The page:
A large amount of people would argue that print is dying, or even dead. Some people argue that radio is dying also, however this is not true. Radio still continues to be the most powerful media platform, beating out T.V and print.
One reason why radio is still so powerful after it’s commercial birth in 1973 is that it is very is to access and pay attention to. You can’t watch T.V in your car, nor can you read a newspaper in your car, but you can listen to the radio. You can listen to the radio passively and still take in the information that i puts out. It is this reason that makes it so powerful, radio can essentially be everywhere.
Another reason radio is still such a powerful advertising tool is that it taps into our greatest tool as humans, our imagination. With T.V an image is blasted into our face, we are practically told what to think and how to visualise things. T.V can put things into our head that we haven’t even thought about. The difference with radio is that we create those images, we decide how something is being said. There have been countless times where I’ve heard someone’s voice on the radio and then seen in real life and been shocked at what they look like. Radio is open to interpretation by anyone. No two people will have the same image from a radio advert.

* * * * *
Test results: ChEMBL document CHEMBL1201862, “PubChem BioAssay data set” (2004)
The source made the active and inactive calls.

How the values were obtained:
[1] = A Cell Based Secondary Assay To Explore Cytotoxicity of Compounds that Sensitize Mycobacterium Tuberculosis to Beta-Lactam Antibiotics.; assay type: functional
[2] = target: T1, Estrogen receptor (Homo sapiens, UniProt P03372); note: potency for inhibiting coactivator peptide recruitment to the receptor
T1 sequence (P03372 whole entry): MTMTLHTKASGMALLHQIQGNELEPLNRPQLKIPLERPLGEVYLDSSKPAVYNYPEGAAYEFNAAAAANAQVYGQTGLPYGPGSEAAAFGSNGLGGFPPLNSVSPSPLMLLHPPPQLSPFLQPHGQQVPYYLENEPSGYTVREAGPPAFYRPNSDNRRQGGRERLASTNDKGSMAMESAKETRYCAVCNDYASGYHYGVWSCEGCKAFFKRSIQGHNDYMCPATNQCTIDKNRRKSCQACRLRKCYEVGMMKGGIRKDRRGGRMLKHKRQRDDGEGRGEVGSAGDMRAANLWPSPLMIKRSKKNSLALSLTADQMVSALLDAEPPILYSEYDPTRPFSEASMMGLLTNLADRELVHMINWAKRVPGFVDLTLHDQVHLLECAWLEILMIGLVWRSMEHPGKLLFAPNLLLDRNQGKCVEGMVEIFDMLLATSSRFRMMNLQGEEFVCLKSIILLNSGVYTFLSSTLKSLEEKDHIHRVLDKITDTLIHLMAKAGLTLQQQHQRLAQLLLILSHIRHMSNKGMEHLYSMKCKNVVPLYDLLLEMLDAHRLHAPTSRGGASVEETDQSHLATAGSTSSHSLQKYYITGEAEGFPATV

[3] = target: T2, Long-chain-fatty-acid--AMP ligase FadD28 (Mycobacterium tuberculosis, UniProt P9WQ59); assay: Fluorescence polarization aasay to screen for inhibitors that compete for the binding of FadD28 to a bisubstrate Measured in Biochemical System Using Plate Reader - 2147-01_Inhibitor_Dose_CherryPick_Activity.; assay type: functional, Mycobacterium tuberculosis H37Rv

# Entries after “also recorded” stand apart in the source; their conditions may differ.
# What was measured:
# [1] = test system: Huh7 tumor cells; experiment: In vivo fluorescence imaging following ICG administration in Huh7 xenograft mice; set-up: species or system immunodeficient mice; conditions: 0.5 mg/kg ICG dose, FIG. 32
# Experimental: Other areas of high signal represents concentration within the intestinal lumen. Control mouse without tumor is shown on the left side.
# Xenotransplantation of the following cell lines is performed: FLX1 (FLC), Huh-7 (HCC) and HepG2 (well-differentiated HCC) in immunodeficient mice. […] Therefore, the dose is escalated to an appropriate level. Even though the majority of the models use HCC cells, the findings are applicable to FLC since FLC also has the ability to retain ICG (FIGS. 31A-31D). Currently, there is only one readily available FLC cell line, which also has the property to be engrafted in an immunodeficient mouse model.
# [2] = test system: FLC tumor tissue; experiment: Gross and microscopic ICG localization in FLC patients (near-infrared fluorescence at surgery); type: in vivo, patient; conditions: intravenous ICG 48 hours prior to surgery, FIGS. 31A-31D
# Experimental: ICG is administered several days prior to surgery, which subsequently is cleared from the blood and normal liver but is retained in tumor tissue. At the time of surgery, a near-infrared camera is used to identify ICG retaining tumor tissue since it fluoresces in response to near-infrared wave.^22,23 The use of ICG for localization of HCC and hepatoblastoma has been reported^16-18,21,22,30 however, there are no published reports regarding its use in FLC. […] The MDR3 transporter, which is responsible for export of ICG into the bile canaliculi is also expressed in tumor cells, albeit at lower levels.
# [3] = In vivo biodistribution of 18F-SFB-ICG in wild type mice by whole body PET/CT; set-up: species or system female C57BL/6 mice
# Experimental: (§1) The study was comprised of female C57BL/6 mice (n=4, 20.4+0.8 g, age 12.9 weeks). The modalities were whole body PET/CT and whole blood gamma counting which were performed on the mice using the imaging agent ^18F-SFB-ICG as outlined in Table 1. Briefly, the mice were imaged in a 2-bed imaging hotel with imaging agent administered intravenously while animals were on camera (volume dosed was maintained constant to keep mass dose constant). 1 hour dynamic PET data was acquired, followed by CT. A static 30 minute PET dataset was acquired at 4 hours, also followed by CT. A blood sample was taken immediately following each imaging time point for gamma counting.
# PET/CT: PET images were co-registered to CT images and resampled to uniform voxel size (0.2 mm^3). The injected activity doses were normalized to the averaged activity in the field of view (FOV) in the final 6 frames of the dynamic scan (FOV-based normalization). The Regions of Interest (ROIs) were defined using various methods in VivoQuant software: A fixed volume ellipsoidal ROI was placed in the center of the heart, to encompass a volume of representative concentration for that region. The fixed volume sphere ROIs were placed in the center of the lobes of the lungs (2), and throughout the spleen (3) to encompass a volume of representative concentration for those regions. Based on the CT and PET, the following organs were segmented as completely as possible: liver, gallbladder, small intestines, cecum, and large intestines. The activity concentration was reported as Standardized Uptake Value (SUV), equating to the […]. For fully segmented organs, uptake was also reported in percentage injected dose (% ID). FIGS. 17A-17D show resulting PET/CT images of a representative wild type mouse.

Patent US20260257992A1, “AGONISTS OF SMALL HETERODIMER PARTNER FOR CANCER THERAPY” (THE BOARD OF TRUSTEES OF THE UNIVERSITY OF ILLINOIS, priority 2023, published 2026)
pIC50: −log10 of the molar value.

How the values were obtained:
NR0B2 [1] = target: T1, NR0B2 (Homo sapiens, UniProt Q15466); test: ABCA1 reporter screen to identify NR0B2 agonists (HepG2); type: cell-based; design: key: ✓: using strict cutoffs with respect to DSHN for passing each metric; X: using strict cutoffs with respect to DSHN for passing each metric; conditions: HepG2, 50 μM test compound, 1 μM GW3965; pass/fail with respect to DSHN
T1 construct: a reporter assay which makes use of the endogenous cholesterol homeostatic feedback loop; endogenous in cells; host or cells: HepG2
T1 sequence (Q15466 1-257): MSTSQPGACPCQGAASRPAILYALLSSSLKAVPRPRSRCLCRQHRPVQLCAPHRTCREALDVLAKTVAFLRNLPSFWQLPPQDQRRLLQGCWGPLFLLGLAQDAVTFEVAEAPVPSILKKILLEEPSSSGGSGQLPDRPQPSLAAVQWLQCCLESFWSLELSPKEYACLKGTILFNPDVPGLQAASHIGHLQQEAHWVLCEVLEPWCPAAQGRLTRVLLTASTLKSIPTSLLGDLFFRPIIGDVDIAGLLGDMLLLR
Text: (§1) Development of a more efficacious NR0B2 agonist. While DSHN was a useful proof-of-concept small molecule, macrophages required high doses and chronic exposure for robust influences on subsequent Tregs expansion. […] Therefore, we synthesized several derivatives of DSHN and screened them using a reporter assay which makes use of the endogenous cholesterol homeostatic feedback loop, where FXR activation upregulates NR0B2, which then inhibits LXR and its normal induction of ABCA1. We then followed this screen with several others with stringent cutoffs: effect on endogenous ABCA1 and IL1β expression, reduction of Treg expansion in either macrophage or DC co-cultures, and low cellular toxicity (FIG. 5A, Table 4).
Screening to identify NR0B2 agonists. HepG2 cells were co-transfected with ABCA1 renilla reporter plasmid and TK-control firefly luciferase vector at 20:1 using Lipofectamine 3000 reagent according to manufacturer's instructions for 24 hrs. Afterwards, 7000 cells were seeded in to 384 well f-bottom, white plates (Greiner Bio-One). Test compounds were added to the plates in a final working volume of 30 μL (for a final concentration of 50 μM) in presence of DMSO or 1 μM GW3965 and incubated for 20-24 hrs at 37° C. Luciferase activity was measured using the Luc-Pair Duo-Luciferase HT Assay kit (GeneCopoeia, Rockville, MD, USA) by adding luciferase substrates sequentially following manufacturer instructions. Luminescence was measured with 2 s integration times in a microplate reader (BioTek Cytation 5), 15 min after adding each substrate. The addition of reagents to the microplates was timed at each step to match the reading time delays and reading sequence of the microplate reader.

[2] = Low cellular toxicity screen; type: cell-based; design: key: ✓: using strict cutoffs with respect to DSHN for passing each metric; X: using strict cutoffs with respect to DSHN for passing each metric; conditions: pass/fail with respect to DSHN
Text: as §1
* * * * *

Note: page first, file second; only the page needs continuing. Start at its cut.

RAJAR (Radio Joint Audience Research) is a organisation dedicated to finding out how many people listened to what radio station and when. However in my personal opinion, these numbers are drummed up slightly. Every fifteen minutes RAJAR records how many people are listening to said radio station. This means that me, listening to Radio 1 for an hour, counts as four people, so the figures aren’t as accurate as they can be. Here are an example of some figures from RAJAR that are measured quarterly:
- BBC Radio 1 11,271
- BBC Radio 2 14,457
- BBC Radio 3 2,083
- BBC Radio 4 10,521
- Capital Birmingham 470 (Measured Hourly)
- Free Radio 802 (Measured Hourly)
- talkSPORT 2,919
- BBC WM 225 (Measured Hourly)
- XFM London 417
- Heart WM 775 (Measured Hourly)
- Heart London 1,798
Hi Luke, I think your analysis of how Rajar works is a little awry! If you listen for one hour or ten hours, you are but one listener. The reason that each quarter hour is measured is to see who is listening when and for how long,